Including property acquisition and improvements, the project’s total cost has an estimated value of $71 million, said Charles C. Canton, the center’s president, and CEO. Construction is slated to begin in early February, with completion substantially completed in early 2021, he noted in a follow-up statement.

Funds raised to date have included the sale of the organization’s long-term facility on six acres overlooking Buffalo Bayou as well as a phased capital campaign. The most recent push, tagged “Strive,” closes the remaining $16.5 million sought, Canton said.

Part of the new project’s vision process (and fundraising) was a 4,000-mile bike ride to assess best practices at 30 facilities coast-to-coast, led by David C. Baldwin of SCFPartners, a board member and Pursuit Foundation trustee, and a series of charrettes. Integrating and providing choice to the spectrum of constituencies served by the facility was paramount to the planning, he said.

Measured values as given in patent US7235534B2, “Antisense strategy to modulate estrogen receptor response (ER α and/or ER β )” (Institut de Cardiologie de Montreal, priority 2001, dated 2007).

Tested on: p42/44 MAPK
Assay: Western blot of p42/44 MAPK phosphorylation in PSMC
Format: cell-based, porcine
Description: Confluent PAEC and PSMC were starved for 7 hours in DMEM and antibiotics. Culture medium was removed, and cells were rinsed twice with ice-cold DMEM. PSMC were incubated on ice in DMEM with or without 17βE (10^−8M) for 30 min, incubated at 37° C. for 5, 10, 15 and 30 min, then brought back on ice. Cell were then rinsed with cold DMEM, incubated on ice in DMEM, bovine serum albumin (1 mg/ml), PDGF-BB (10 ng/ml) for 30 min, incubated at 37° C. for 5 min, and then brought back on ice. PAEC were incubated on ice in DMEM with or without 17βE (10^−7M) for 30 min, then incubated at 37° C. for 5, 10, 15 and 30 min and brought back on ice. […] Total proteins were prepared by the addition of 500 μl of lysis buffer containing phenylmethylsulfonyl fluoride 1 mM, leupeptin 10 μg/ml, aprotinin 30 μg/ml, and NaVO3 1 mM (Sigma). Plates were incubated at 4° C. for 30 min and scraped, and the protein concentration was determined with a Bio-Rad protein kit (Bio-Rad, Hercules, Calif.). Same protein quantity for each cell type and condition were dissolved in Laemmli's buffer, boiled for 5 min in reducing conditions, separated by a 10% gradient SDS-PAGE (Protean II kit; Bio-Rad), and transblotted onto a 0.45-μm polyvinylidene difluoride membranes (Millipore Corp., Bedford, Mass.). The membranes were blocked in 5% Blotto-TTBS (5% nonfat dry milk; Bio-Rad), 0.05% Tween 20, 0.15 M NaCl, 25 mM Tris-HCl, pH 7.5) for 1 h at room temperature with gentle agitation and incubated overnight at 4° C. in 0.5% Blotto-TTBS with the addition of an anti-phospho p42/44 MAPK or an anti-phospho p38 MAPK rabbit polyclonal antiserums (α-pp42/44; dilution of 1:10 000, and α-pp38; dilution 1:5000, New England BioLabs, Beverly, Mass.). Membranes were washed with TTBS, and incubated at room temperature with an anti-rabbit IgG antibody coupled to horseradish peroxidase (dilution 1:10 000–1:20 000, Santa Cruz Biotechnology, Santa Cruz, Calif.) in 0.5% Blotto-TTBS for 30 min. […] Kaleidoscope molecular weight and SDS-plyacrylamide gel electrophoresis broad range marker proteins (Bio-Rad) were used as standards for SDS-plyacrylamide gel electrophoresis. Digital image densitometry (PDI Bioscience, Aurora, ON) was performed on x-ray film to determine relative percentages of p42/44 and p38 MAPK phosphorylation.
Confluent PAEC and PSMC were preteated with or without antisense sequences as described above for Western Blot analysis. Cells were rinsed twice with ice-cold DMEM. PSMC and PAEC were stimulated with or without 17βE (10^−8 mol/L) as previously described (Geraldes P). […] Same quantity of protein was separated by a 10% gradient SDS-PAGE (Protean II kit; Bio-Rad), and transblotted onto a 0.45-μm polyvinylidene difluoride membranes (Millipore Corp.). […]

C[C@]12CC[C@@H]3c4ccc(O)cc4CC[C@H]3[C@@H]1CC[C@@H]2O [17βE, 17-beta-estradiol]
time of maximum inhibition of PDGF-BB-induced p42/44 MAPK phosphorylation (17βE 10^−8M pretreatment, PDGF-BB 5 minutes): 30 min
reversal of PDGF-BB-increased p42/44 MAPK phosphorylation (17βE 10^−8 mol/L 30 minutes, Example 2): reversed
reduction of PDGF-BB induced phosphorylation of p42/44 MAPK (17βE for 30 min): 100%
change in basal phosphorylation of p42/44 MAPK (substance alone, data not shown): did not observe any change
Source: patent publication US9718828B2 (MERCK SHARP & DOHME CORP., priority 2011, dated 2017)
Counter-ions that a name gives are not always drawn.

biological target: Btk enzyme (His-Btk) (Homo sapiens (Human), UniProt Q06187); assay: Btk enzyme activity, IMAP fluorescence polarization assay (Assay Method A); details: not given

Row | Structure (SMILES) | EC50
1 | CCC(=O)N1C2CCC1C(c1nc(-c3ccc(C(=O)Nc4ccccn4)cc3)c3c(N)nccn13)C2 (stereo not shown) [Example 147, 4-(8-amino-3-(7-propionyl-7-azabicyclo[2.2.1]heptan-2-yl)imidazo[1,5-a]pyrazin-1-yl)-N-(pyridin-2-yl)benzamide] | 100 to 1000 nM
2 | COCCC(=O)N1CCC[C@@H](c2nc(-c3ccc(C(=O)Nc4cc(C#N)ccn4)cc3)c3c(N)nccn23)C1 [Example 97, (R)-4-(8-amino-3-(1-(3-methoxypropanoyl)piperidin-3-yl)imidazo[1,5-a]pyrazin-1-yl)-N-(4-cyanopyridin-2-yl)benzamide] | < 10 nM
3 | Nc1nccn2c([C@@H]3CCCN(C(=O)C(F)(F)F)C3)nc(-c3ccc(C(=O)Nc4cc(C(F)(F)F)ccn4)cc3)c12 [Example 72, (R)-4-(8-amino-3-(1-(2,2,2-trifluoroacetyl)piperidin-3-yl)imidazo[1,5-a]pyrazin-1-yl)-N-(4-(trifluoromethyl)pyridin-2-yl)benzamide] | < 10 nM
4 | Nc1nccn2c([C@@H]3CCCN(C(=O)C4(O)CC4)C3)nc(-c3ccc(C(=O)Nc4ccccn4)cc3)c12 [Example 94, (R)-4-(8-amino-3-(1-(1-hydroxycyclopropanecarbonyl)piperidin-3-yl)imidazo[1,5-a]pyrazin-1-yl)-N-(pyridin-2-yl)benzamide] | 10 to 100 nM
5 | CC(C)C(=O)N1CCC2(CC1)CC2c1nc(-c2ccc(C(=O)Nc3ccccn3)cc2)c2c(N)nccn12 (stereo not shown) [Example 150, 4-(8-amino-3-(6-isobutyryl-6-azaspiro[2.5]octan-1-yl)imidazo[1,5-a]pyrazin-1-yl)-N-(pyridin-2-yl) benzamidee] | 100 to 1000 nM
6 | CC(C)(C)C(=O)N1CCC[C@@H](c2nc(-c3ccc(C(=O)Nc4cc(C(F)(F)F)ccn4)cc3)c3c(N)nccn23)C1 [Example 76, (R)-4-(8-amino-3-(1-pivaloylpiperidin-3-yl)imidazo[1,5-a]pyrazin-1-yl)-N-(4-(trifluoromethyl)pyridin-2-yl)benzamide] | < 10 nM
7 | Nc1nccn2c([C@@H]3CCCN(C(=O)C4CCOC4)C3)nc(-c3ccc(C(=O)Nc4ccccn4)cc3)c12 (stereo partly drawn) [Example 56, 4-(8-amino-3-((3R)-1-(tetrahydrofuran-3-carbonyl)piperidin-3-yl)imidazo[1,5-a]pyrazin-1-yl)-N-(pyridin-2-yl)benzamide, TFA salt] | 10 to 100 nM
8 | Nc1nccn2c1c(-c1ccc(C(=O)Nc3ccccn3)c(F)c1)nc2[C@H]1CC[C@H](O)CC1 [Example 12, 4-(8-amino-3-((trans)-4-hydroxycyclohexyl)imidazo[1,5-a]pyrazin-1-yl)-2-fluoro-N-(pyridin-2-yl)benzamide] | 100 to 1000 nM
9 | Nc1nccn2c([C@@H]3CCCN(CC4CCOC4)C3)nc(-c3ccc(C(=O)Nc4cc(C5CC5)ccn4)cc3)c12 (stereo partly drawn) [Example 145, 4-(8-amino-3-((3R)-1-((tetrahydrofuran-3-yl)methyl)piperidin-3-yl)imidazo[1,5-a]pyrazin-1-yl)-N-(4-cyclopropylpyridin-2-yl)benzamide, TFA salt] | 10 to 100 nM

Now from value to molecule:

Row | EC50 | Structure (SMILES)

Historic Community, Industrial Neighborhood

Houston’s East End is a multi-ethnic community where many of the city’s early industrial properties are under redevelopment, re-purposing, and replacement by both commercial and residential uses, especially townhomes.

Meanwhile, Buffalo Bayou Partnership last fall revealed its park and recreation master plan for the five-mile stretch of the bayou winding through the East End.

With gentrification concerns, a neighborhood issue, having community input as part of the new center’s planning process so that there was a relationship of trust established, said Marilu Garza, chief development officer for the organization.

Gensler’s Houston office designed the campus, excluding the residential tower, designed by Tramonte Design Studio with contractor Arch-Con.